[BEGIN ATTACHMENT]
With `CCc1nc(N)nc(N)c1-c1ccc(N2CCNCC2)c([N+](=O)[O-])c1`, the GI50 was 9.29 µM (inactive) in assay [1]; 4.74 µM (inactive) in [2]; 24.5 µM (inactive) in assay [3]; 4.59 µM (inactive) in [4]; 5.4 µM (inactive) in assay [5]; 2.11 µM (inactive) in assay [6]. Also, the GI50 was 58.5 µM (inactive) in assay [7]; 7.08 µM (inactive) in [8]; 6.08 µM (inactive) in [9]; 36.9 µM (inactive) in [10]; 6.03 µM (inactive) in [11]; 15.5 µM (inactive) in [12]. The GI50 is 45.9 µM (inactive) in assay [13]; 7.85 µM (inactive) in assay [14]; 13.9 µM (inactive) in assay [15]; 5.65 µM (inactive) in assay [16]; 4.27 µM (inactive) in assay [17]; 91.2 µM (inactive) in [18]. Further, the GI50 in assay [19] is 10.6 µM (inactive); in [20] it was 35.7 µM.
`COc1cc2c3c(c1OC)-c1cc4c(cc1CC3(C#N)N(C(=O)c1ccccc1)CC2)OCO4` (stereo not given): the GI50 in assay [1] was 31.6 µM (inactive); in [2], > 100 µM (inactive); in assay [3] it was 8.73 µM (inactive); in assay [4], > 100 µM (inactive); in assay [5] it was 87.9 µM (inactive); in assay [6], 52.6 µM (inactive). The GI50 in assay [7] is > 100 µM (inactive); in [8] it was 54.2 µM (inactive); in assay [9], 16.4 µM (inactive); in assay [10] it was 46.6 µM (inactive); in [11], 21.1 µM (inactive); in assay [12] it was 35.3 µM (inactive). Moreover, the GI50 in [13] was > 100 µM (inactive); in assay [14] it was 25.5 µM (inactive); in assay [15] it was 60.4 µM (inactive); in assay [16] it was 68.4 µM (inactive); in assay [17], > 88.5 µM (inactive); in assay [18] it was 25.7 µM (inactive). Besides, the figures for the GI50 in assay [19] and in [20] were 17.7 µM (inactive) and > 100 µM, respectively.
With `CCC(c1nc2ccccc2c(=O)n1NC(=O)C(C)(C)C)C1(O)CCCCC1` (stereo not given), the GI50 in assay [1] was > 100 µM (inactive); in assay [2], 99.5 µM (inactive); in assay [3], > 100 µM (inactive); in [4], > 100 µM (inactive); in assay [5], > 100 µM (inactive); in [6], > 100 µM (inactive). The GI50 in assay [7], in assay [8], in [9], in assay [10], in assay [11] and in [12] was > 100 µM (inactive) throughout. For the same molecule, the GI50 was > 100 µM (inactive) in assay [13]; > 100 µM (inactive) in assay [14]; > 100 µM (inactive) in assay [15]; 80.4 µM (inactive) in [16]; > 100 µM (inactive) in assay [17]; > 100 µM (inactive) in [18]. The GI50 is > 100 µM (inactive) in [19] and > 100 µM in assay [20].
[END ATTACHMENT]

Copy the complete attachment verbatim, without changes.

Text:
With `CCc1nc(N)nc(N)c1-c1ccc(N2CCNCC2)c([N+](=O)[O-])c1`, the GI50 was 9.29 µM (inactive) in assay [1]; 4.74 µM (inactive) in [2]; 24.5 µM (inactive) in assay [3]; 4.59 µM (inactive) in [4]; 5.4 µM (inactive) in assay [5]; 2.11 µM (inactive) in assay [6]. Also, the GI50 was 58.5 µM (inactive) in assay [7]; 7.08 µM (inactive) in [8]; 6.08 µM (inactive) in [9]; 36.9 µM (inactive) in [10]; 6.03 µM (inactive) in [11]; 15.5 µM (inactive) in [12]. The GI50 is 45.9 µM (inactive) in assay [13]; 7.85 µM (inactive) in assay [14]; 13.9 µM (inactive) in assay [15]; 5.65 µM (inactive) in assay [16]; 4.27 µM (inactive) in assay [17]; 91.2 µM (inactive) in [18]. Further, the GI50 in assay [19] is 10.6 µM (inactive); in [20] it was 35.7 µM.
`COc1cc2c3c(c1OC)-c1cc4c(cc1CC3(C#N)N(C(=O)c1ccccc1)CC2)OCO4` (stereo not given): the GI50 in assay [1] was 31.6 µM (inactive); in [2], > 100 µM (inactive); in assay [3] it was 8.73 µM (inactive); in assay [4], > 100 µM (inactive); in assay [5] it was 87.9 µM (inactive); in assay [6], 52.6 µM (inactive). The GI50 in assay [7] is > 100 µM (inactive); in [8] it was 54.2 µM (inactive); in assay [9], 16.4 µM (inactive); in assay [10] it was 46.6 µM (inactive); in [11], 21.1 µM (inactive); in assay [12] it was 35.3 µM (inactive). Moreover, the GI50 in [13] was > 100 µM (inactive); in assay [14] it was 25.5 µM (inactive); in assay [15] it was 60.4 µM (inactive); in assay [16] it was 68.4 µM (inactive); in assay [17], > 88.5 µM (inactive); in assay [18] it was 25.7 µM (inactive). Besides, the figures for the GI50 in assay [19] and in [20] were 17.7 µM (inactive) and > 100 µM, respectively.
With `CCC(c1nc2ccccc2c(=O)n1NC(=O)C(C)(C)C)C1(O)CCCCC1` (stereo not given), the GI50 in assay [1] was > 100 µM (inactive); in assay [2], 99.5 µM (inactive); in assay [3], > 100 µM (inactive); in [4], > 100 µM (inactive); in assay [5], > 100 µM (inactive); in [6], > 100 µM (inactive). The GI50 in assay [7], in assay [8], in [9], in assay [10], in assay [11] and in [12] was > 100 µM (inactive) throughout. For the same molecule, the GI50 was > 100 µM (inactive) in assay [13]; > 100 µM (inactive) in assay [14]; > 100 µM (inactive) in assay [15]; 80.4 µM (inactive) in [16]; > 100 µM (inactive) in assay [17]; > 100 µM (inactive) in [18]. The GI50 is > 100 µM (inactive) in [19] and > 100 µM in assay [20].